So as a calming practice, try immersing your hands in warm water (rubbing them briskly together also works in a pinch) to open up the blood vessels and trick your brain out of its stressful state.

Woman's Arms Stretched4. Un-tunnel Your Vision
Usually when you’ve done something stupid, it’s because you’ve been in a heightened state of stress; the physiological response to stress gives you a single point of focus and you can’t see any other option. Playing with your peripheral vision helps your mind expand, so it can think of other possibilities. Here's how: Extend your arms to your side in a T-formation and wiggle your fingers. Then slowly bring your arms forward until the fingers are in sight, and then extend them out again.  Repeat. 

Another approach is, when stressed: "take 5" - stop what you are doing - for 5 seconds or 5 minutes. Find a private space (even a toilet stall will do!). Visualize yourself as the stressed person. Then inhale the stress from your body and exhale comfort, ease and loving kindness. Breathe this way for as long as you need to feel the healing transition.

Woman Listening To Music5. Tune In and Tune Out
Studies that show that listening to music can change repetitive thought patterns. It doesn’t have to be classical music, just something you like. Loud sounds, however, can trigger stress responses, so aim to decrease your exposure to noisy environments. If that’s not possible as you roam the city, wear earbuds—nobody will know they aren’t plugged into your iPod!

Friday, February 8, 2013

The GMO Primer: GMOs and how they affect your health

Genetically Modified Organisms (GMOs) are complicated and controversial, and for the average person, separating good science from industry promotion in a meaningful way is nearly impossible. It’s also incredibly important.
So we poured through the research and talked to scientists to find to out what you need to know about the controversial crops and how they may affect your health.
Here’s what we learned.
What are GMOs?
GMOs are created by inserting a piece of DNA from the cells of one plant or animal into the cells of another. This reprograms the cells’ genetic blueprint, giving it new properties. Most commercial GMOs are created to withstand herbicides or produce insecticides. For example, one of the most common, Roundup Ready Soybeans, was engineered so that farmers can spray their crops with the herbicide Roundup to kill weeds without also killing the soybean plants.
What are GMOs in?
In the United States, GMOs are estimated to be present in about 80 percent of processed foods. Ninety-five percent of soy and close to 90 percent of corn crops contain GMOs, and they are barely tested or regulated and not required to be labeled.
How GMOs affect your body and health
“There’s a growing body of scientific literature around the health risks of GMOs, and the papers that are showing the risks are deep and systematic science,” says Dr. John Fagan, a genetic engineer and expert who founded Earth Open Source and is an anti-GMO advocate. Because the genetic interference disrupts the plant’s functioning, it may also, in turn, disrupt your body’s, he explains.
Non GMO ProjectSome of the health risks that have been suggested in numerous animal studies include kidney and liver problems, reproductive issues, and increased risk of cancer. Studies have also shown that GMOs may be allergenic, and may reduce the nutritional value of foods. For example, one study showed that genetically-modified soy had less healthy isoflavones.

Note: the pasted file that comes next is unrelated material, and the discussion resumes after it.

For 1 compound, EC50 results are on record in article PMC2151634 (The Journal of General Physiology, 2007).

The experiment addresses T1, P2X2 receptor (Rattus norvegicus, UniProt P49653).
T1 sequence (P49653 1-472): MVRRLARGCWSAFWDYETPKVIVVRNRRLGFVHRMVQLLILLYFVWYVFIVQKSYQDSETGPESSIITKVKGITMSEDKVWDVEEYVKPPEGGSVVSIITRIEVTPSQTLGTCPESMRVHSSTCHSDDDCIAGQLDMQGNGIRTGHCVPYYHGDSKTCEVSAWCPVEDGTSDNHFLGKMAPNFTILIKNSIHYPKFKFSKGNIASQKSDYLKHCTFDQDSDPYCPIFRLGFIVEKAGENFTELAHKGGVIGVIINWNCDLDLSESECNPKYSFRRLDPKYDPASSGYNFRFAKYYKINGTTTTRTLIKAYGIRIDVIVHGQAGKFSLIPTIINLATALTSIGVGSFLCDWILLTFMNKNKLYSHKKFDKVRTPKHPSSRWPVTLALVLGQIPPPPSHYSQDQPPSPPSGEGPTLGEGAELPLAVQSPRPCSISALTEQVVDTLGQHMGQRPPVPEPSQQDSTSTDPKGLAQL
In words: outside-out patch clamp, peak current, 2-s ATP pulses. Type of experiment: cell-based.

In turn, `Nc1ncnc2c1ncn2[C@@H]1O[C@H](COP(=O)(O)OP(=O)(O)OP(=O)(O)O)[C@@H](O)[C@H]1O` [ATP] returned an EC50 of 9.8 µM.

The biggest long-term study to date, published last fall in the journal Food and Toxicology,showed a marked increase in tumors and premature death among rats fed genetically-modified corn. But while the study made waves, it was also met with intense criticism from many scientists, who cited major flaws in its design. And some studies have shown little to no health risks, includingthis literature review of recent research published in the same journal last year.
Side effect: More exposure to chemicals
Another concern, aside from the effects of the GMOs themselves, is that as foods are engineered to withstand herbicides, more of the toxic substances are sprayed on the plants, increasing herbicide residues found in foods. (Since farmers don’t have to worry about killing the plants, they end up spraying the herbicide much more liberally.)
“When Roundup Ready Soy was first approved for use in Europe, the government increased the threshold of Roundup that could be found in the soy,” Dr. Fagan notes. So your tofu may come with an extra serving of Roundup, which has been linked to cancer, birth defects, neurological disorders, and other health issues.
The controversy
Conflicting research is tricky enough to sort out, but it’s even worse when larger forces are at play. Much of the research that’s cited as proving GMOs are safe (but not all) is done by the companies that create them (yes, seriously). Also alarming: these studies tend to be done over 90 days or less, so as not to expose possible long-term health risks.
And anti-GMO advocates say that companies such as Monsanto (manufacturers of RoundUp Ready soy, corn, herbicides, and more) engage in campaigns to control the research that’s being done and discredit studies that show risks.
“Much of what they’re doing is attacking the scientists. They’re not bringing up counter-science, they’re just throwing the kitchen sink at these guys,” says Dr. Fagan. “In addition to that, they have done everything they can do to control whether research can be published.”
In the end, it seems like the debate over the safety of GMOs in our food supply is only just beginning, and hopefully, skilled, independent scientists will put even more muscle into providing us with concrete answers. —Lisa Elaine Held